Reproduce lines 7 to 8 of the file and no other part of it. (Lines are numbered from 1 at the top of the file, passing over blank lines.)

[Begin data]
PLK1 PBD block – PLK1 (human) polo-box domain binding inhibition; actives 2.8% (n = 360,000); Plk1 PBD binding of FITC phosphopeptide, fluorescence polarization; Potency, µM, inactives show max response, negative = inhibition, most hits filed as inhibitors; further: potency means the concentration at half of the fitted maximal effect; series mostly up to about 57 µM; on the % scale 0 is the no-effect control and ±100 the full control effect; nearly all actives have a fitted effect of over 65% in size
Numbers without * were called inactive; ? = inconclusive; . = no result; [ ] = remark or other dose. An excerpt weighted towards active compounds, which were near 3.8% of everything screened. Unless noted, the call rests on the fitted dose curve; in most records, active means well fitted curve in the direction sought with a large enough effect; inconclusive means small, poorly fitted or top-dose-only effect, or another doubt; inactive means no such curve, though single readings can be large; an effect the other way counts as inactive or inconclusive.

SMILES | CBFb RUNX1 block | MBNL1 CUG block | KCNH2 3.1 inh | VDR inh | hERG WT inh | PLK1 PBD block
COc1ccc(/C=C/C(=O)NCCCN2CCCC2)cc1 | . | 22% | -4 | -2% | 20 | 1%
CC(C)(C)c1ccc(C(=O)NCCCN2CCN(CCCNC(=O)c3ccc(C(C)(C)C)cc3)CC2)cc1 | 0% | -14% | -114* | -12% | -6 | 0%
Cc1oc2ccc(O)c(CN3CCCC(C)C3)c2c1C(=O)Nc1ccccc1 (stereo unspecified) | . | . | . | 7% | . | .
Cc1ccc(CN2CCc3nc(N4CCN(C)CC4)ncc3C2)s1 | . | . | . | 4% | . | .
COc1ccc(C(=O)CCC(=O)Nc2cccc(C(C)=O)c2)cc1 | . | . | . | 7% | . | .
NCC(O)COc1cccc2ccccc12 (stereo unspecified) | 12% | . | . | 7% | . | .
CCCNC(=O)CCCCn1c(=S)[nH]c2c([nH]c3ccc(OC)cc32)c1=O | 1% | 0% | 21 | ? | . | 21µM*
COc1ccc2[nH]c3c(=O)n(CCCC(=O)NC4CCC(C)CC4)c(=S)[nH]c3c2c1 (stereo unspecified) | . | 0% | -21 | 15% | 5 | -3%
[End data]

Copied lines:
Cc1ccc(CN2CCc3nc(N4CCN(C)CC4)ncc3C2)s1 | . | . | . | 4% | . | .
COc1ccc(C(=O)CCC(=O)Nc2cccc(C(C)=O)c2)cc1 | . | . | . | 7% | . | .